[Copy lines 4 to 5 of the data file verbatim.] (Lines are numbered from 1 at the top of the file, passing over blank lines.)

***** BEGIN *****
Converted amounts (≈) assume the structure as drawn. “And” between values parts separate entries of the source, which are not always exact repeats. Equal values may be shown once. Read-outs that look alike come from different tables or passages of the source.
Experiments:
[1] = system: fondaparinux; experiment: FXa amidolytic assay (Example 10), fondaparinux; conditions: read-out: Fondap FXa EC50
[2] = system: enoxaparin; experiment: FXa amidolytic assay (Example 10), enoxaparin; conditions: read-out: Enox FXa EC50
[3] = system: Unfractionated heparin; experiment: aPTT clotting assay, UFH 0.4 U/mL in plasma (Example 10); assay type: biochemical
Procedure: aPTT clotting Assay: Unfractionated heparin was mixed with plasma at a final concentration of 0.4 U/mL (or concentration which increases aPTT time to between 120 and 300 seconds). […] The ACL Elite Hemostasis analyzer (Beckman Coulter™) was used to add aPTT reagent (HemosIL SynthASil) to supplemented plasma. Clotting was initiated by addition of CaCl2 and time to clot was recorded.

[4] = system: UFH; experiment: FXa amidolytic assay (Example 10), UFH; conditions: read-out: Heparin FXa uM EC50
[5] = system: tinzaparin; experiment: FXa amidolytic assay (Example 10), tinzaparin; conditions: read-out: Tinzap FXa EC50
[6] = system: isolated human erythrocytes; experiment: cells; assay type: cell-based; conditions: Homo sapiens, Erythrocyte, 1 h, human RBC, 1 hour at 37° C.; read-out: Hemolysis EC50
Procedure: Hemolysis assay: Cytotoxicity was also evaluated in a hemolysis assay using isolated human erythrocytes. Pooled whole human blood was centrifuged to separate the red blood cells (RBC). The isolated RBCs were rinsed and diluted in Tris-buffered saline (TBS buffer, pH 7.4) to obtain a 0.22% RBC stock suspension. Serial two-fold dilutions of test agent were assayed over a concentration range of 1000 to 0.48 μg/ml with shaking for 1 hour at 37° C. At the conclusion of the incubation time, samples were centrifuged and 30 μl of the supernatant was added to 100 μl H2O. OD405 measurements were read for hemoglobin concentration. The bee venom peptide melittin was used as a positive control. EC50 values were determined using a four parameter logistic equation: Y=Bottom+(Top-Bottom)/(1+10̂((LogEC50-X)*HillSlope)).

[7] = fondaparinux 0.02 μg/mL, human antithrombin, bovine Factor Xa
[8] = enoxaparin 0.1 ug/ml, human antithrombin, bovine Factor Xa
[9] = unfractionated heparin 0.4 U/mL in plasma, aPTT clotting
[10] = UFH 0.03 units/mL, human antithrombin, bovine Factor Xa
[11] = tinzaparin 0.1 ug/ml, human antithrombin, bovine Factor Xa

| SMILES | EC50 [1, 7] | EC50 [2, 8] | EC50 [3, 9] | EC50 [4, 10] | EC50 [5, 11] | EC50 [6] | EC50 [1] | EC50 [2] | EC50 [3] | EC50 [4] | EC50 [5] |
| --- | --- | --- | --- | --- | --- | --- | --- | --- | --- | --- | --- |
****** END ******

[2] = system: enoxaparin; experiment: FXa amidolytic assay (Example 10), enoxaparin; conditions: read-out: Enox FXa EC50
[3] = system: Unfractionated heparin; experiment: aPTT clotting assay, UFH 0.4 U/mL in plasma (Example 10); assay type: biochemical